1. R. Kumar says:

    It is rather naive to believe Amazon’s sincerity in its support of Federal legislation. They have smartly calculated that the anti-any-tax tea party will be their proxy to torpedo it in congress. Note that even Sen. Enzi, (R-WY) who had sponsored this bill in the last congress has steered clear of this political landmine leaving this bill as a Democrat-only sponsored legislation.
    The Amazon boycott I am afraid will also be an exercise in spinning wheels. Voters and shoppers vote and click their pocketbook. Enlightened choices are for others not self. This is cynical but true.
    The courts are the only sheriffs in town and the online sales tax proponents should try to expedite the legal proceedings to shoot for a fair chance of the supreme court reversing the Quill vs. N.Dakota ruling in light of contemporary state of technology for the smallest of the small retailer complying with any and all “welter of different and complex regulations” without much difficulty and cost.

    • FedTax says:

      Good afternoon Mr. Kumar,

      Thank you for your input, although we must admit we do not seem to agree with most of your opinions.

      – We do not believe Amazon’s support for the Main Street Fairness Act is disingenuous. It may be a matter of opinion, but the fact that two high-ranking Amazon executives (Jeff Bezos and Paul Misener) have publicly expressed their support of the bill, more than once, is pretty convincing to us.

      – We do not believe the Tea Party will oppose this legislation; it supports states’ rights, and the Main Street Fairness Act empowers states to decide how (and whether) sales tax is collected online.

      – We do not believe Senator Enzi has “steered clear” of the bill; actually, we’ve found him and several other Republican members of Congress to be quite supportive. Timing with the Debt Ceiling debates may have prevented these members from cosponsoring, but we believe there will be strong bi-partisan support after the recess.

      – We do not believe this issue will go back to the Supreme Court, for at least two reasons:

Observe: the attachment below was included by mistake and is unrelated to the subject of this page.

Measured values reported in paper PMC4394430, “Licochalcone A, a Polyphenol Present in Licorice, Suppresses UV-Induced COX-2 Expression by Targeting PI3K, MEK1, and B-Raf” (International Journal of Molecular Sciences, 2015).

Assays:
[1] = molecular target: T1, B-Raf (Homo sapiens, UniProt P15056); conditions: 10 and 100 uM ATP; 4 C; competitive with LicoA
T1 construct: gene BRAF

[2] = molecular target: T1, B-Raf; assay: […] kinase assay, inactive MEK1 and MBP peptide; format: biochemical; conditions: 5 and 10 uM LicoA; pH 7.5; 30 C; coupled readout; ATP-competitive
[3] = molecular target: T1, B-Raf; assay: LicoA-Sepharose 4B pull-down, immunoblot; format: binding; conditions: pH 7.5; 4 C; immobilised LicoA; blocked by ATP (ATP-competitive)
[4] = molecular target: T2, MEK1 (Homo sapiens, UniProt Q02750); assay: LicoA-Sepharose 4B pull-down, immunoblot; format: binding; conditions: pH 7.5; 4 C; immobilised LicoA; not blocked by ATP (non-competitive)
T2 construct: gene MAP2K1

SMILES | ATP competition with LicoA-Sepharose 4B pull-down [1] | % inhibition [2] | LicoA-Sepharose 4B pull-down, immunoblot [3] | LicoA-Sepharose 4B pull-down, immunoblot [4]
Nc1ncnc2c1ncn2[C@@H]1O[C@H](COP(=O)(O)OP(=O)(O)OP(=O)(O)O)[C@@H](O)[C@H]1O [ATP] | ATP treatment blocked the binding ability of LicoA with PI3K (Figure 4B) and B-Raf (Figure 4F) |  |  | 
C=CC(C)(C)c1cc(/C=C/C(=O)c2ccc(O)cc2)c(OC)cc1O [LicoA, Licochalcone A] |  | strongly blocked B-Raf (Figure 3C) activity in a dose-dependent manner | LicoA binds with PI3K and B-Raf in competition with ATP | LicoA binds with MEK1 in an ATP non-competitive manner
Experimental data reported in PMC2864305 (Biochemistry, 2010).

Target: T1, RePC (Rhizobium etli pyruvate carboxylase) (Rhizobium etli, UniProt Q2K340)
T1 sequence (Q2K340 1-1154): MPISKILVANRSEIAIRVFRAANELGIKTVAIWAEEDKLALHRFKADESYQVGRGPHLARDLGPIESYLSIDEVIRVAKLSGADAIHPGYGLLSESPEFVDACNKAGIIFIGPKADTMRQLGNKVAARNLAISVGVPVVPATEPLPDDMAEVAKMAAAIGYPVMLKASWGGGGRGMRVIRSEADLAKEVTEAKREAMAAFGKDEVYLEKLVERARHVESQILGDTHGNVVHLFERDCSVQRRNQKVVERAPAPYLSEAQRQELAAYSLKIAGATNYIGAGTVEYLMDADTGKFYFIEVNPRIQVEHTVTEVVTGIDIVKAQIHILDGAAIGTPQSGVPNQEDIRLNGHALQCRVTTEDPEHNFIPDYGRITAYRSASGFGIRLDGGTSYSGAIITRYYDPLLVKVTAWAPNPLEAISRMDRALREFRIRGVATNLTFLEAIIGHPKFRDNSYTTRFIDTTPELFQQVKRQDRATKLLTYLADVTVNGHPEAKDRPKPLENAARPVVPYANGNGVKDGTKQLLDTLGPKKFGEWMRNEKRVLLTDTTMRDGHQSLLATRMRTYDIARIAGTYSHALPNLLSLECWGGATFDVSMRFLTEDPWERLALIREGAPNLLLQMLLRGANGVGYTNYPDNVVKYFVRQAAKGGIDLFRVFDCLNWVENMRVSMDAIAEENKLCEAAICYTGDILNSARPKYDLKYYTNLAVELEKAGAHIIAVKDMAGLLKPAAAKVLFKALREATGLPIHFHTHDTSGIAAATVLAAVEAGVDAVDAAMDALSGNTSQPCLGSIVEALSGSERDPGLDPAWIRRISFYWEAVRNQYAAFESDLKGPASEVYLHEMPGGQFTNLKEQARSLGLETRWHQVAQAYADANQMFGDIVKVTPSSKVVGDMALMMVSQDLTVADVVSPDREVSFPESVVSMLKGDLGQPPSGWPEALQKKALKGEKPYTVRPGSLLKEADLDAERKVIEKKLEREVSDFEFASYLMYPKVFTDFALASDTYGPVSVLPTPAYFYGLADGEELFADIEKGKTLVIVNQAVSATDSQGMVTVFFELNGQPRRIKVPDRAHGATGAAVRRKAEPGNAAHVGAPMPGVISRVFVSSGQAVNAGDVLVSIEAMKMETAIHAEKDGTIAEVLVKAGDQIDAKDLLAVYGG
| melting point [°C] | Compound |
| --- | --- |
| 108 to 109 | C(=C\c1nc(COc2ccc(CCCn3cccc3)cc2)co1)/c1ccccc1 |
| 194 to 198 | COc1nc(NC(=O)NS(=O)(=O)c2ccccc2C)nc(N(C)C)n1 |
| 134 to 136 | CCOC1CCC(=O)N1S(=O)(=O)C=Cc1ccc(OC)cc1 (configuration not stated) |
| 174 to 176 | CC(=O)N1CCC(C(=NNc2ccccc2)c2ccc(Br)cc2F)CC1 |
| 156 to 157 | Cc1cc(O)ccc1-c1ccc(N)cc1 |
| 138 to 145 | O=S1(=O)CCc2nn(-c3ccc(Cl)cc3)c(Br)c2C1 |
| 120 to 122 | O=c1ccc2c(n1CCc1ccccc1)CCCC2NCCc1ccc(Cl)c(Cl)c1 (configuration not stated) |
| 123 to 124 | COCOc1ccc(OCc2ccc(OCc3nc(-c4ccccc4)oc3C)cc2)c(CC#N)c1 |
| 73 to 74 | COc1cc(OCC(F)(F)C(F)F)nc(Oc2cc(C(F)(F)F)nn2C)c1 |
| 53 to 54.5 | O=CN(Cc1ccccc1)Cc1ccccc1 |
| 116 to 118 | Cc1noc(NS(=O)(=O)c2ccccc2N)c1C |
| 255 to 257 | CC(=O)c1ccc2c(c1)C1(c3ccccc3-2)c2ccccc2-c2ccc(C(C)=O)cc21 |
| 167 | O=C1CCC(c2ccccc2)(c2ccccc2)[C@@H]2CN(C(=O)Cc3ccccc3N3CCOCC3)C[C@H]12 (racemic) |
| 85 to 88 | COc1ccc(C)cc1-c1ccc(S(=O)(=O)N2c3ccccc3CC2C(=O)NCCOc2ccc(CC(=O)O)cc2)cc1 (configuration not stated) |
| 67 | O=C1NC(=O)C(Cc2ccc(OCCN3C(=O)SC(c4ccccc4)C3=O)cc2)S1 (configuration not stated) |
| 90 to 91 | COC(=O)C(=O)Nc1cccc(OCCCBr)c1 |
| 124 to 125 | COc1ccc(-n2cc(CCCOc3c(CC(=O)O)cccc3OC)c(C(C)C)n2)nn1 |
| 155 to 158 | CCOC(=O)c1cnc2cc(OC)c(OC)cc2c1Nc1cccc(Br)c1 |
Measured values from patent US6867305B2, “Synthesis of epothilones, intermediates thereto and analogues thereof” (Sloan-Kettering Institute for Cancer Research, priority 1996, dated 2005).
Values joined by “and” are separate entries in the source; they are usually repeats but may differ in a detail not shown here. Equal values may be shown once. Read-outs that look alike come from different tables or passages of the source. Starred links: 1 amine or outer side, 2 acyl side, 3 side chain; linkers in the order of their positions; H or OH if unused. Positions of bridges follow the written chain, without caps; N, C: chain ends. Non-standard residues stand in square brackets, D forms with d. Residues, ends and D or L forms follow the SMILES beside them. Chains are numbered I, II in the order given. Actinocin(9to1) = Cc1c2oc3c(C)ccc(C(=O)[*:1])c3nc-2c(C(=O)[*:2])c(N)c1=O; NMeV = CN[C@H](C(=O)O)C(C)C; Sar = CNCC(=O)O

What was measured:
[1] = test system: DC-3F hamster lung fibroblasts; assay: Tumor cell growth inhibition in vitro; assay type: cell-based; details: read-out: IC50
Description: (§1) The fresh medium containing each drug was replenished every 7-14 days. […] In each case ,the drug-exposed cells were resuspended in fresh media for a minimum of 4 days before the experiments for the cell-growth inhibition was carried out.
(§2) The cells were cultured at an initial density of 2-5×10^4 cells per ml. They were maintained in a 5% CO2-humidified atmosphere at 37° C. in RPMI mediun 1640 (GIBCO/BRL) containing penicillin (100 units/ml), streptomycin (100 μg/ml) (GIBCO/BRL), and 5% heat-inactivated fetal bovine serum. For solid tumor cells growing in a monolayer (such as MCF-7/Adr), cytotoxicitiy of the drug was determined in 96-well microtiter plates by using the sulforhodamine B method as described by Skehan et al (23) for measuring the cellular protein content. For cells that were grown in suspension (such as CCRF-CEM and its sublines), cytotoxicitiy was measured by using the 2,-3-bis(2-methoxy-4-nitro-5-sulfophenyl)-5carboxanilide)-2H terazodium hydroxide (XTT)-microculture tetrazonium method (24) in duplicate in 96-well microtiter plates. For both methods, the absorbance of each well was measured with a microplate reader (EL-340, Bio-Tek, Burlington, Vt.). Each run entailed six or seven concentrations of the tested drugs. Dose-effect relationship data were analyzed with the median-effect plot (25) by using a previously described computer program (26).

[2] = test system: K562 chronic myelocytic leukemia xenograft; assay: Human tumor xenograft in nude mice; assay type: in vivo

1. The court already ruled on this matter twice, and in the second of those rulings — Quill, which you cited — they specifically placed the issue of remote sales tax collection before Congress.

        2. Even if the court were to re-evaluate the Quill decision based on new facts, they still would not be authorized to change the law, and they would still have to send the issue back to Congress for resolution.

      We do agree with you on one point, however — contemporary technology (such as TaxCoud) absolutely enables even the smallest retailers to comply with the proposed legislation with little difficulty, and at no cost.

      Thank you again for your input!

      • R. Kumar says:

        I hope you are right in your optimism about the prospects for Sen.Durbin’s bill and I couldn’t be more happier. And I am encouraged to read Sen.Boozman’s (R-AR) guarded support of the bill.

        But the pushback opinions I see in the blogosphere from the anti-tax camp gives me pause. Here is a sampler:

        FreedomWorks: Stop the Internet Sales Tax

        An Open Letter to Fiscal Conservatives in the Senate: The “Main Street Fairness Act” Is a Dead-End Street for Taxpayers and Small Businesses!

        As regards Amazon’s support for Sen.Durbin’s bill, I will believe it when they put some money where their mouth is, considering the costly lobbying and legal effort and expense they are putting in to frustrate state-level legislation in CA, TX, TN, SC etc.

      • R. Kumar says:

        In the news this morning: That is why I am not too sanguine about Sen. Durbin bill:

        US senator sees regs on online taxes years off
        Senator: Federal regulations for online sales taxes for retailers like Amazon 3 to 4 years off